ASIC sues Auto & General Insurance over ‘unfair’ home and contents terms

ASIC deputy chair Sarah Court says contract terms need to be "proportionate, transparent and clear".  <i>Photo: AAP</i>

ASIC deputy chair Sarah Court says contract terms need to be "proportionate, transparent and clear". Photo: AAP

Auto & General Insurance has been hit with a landmark lawsuit over a contractual term alleged to have helped it unfairly refuse to pay consumer claims.

In a case filed in the Federal Court on Tuesday, the Australian Securities and Investments Commission accuses the firm of breaching the law through its home and contents insurance contracts.

A condition in place since April 2021 that customers notify Auto & General “if anything changes about your home or contents” was unfair as it imposed an impractical, unclear obligation that was impossible to meet, the financial watchdog said.

“ASIC is concerned that the broad notification obligation in these contracts is unfair because it is unclear what policy holders are required to do to comply with such a broad obligation, and it is also unclear what their rights are when making a claim,” ASIC deputy chair Sarah Court said.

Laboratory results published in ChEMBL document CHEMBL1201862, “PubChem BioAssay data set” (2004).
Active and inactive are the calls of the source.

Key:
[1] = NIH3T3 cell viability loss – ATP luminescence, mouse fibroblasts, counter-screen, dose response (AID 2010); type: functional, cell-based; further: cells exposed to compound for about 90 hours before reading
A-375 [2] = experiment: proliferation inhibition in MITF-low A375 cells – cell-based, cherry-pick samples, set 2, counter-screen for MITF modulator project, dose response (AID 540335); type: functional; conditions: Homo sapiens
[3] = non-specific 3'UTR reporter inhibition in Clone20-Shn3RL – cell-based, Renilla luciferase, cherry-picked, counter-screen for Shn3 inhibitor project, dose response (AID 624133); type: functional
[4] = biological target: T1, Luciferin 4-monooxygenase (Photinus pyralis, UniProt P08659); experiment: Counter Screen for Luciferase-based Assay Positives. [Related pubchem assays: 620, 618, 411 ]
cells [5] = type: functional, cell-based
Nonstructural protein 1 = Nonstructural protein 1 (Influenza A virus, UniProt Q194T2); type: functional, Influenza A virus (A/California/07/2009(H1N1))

The term suggested the company had a broader right to refuse claims or reduce payouts than was allowable under law, and could confuse customers about their actual rights, ASIC alleged.

The term created a “significant imbalance” between the rights of Auto & General and its customers, was not reasonably necessary, and would cause determent to individuals, it said.

“Contract terms need to be proportionate, transparent and clear so any obligations are easily understood and able to be realistically adhered to by customers,” Ms Court said.

“They must accurately describe the actual rights and responsibilities of the parties under the contract.”

ASIC is seeking court declarations the term is void as well as orders forcing the firm to reassess any refused claims and injunctions barring it from relying on this term in the future.

The allegedly unfair terms appear on contracts offered through Budget Direct, Australia Post, ING, Catch, Virgin and Qantas.

This is the first lawsuit against an insurance company over allegedly unfair terms in a contract.

An Auto & General representative noted the proceedings, saying the firm had co-operated during the financial watchdog’s investigation.

“We are reviewing ASIC’s claims and are committed to working constructively with ASIC through the court process,” the representative said.

The insurer told AAP it had not refused or reduced claims based on the allegedly unfair term since September 15, 2020.

Five consumers were adversely impacted by the term prior to that date, the representative said.


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